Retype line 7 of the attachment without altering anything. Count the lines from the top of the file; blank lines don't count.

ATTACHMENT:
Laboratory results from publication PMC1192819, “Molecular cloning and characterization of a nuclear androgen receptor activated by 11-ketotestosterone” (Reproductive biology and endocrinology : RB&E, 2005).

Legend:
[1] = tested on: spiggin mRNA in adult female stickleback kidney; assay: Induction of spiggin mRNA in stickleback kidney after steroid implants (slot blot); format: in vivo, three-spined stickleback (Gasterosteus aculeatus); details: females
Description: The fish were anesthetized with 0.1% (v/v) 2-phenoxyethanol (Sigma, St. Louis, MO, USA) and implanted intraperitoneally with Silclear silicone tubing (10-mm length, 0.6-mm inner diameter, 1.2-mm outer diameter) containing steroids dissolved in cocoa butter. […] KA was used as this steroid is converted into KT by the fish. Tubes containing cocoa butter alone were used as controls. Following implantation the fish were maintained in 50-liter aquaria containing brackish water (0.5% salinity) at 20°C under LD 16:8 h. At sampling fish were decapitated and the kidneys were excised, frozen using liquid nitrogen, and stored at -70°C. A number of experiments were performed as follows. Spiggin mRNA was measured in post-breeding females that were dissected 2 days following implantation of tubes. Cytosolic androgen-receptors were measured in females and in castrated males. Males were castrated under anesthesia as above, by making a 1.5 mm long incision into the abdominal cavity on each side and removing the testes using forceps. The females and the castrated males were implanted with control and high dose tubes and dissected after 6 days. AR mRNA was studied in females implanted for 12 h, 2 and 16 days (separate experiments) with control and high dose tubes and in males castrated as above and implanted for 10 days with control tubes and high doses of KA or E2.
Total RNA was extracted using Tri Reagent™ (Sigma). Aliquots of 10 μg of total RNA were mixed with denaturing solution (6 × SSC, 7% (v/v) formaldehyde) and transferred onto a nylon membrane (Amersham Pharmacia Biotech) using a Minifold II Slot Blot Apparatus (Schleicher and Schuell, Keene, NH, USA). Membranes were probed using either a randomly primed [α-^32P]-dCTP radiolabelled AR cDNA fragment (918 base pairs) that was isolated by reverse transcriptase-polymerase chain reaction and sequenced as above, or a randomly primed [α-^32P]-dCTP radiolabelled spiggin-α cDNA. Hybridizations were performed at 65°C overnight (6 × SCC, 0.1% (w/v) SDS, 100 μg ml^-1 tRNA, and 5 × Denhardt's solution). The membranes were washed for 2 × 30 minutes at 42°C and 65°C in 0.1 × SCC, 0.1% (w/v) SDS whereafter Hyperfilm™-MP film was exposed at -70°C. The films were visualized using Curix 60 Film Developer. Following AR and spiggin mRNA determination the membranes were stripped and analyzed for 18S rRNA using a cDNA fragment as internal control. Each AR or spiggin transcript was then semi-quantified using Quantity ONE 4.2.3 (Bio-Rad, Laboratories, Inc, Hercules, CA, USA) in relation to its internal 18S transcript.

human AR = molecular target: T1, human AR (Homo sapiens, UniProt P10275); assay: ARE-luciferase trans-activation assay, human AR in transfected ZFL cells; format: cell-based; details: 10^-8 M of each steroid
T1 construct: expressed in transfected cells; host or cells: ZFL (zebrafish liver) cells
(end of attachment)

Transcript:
T1 construct: expressed in transfected cells; host or cells: ZFL (zebrafish liver) cells